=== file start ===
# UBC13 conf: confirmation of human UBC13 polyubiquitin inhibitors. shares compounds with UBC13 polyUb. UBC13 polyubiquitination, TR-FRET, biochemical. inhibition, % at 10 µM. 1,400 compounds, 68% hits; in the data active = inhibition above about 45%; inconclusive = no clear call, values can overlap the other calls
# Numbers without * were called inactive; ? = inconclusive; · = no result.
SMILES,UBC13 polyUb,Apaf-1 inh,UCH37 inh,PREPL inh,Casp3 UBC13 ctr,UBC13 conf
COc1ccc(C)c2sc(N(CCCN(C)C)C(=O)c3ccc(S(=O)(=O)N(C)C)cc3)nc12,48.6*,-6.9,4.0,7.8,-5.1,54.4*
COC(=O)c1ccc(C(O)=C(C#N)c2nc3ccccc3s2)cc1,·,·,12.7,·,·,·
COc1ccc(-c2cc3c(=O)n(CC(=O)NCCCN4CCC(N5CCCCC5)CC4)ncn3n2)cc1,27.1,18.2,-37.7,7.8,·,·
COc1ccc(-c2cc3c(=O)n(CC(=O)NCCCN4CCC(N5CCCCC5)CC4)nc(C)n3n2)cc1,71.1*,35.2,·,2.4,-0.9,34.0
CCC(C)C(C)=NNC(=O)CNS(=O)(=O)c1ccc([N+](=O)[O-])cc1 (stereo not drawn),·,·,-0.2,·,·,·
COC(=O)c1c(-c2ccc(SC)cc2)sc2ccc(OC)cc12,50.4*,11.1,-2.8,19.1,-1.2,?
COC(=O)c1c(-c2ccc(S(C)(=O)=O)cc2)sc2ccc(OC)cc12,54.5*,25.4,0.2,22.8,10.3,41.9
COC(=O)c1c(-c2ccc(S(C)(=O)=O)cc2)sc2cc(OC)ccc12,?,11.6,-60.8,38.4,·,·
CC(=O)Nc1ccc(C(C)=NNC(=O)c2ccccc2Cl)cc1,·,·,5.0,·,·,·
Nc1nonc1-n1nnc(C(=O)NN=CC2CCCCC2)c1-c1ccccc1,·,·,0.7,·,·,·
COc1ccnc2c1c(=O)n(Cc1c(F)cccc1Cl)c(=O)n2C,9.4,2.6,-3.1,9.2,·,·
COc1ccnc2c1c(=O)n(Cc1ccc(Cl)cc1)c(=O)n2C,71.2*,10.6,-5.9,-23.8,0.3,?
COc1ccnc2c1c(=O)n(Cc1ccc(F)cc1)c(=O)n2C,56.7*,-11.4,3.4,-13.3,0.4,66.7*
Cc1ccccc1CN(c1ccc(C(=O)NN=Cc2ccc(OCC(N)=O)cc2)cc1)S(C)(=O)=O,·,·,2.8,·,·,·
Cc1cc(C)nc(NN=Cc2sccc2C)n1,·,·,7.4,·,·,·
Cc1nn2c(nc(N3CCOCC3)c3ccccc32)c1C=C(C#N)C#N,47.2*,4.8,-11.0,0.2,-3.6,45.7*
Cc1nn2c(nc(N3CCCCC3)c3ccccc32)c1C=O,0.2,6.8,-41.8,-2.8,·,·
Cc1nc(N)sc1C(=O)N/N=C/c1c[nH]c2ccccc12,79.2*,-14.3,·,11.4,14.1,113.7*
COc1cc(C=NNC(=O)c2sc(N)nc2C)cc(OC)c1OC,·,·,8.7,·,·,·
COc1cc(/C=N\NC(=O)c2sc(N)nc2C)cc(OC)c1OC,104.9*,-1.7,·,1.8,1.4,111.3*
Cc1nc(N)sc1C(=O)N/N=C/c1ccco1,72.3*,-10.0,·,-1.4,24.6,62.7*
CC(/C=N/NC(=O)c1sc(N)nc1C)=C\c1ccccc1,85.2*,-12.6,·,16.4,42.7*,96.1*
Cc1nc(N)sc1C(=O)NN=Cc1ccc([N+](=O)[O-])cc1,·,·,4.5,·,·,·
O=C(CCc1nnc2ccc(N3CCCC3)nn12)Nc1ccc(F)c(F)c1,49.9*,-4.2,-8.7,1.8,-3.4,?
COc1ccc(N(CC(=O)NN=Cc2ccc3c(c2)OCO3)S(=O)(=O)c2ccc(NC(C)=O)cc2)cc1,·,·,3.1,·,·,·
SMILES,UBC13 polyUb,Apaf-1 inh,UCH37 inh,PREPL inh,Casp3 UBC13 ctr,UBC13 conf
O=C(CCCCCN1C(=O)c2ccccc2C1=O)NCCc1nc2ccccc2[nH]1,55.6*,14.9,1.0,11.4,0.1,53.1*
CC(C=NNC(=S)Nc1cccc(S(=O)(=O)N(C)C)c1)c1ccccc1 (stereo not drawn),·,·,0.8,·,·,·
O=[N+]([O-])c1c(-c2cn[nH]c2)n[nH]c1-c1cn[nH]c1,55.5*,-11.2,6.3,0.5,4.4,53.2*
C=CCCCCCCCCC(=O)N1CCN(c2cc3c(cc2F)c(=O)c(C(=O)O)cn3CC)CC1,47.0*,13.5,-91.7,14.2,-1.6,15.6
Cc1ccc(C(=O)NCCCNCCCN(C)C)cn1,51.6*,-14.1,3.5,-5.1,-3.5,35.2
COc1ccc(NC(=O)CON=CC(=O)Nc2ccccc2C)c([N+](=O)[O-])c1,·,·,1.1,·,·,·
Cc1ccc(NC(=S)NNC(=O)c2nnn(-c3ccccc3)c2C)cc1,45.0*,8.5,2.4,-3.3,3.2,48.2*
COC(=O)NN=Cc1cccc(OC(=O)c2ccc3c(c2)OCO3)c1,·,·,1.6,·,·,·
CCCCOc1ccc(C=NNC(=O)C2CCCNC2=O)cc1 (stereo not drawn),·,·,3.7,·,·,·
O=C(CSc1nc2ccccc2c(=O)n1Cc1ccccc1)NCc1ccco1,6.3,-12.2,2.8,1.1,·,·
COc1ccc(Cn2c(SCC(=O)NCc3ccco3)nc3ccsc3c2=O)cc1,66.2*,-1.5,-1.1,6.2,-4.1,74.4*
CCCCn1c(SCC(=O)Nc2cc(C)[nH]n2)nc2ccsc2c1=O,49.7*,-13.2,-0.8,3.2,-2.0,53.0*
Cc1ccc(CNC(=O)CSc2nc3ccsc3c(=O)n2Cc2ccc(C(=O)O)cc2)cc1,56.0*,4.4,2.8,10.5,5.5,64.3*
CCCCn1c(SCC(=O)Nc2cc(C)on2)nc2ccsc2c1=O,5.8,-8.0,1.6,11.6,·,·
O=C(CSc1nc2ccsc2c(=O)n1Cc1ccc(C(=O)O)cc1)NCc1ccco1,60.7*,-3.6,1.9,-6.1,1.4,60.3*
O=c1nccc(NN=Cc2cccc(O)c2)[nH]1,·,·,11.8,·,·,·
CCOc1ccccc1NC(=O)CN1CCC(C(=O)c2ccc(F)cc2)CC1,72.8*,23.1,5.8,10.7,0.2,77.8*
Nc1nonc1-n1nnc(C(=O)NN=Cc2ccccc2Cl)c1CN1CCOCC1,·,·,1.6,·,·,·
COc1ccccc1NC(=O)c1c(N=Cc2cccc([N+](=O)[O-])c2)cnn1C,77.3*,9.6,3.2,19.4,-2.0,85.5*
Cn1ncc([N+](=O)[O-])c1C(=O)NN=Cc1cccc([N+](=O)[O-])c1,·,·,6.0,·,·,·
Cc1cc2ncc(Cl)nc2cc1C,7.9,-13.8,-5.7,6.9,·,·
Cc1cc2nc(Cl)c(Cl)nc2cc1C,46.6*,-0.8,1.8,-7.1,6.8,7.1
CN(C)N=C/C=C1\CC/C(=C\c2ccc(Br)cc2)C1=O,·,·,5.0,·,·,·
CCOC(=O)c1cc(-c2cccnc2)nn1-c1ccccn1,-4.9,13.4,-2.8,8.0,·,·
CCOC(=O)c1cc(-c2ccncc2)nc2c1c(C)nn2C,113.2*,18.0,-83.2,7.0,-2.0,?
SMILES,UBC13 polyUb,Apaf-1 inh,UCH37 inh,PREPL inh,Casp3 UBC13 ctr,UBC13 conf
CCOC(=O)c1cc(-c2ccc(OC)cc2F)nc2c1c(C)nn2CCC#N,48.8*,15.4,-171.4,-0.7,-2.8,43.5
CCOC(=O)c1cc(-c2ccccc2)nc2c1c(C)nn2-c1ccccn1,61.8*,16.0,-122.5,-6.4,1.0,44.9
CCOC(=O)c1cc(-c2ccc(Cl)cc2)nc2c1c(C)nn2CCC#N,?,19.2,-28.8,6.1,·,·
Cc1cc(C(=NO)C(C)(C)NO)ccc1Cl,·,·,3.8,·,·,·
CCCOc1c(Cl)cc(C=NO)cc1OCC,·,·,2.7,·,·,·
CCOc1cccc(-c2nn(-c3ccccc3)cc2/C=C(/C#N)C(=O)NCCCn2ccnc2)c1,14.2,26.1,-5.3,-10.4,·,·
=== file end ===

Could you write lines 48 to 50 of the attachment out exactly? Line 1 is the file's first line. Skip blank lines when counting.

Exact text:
COc1ccccc1NC(=O)c1c(N=Cc2cccc([N+](=O)[O-])c2)cnn1C,77.3*,9.6,3.2,19.4,-2.0,85.5*
Cn1ncc([N+](=O)[O-])c1C(=O)NN=Cc1cccc([N+](=O)[O-])c1,·,·,6.0,·,·,·
Cc1cc2ncc(Cl)nc2cc1C,7.9,-13.8,-5.7,6.9,·,·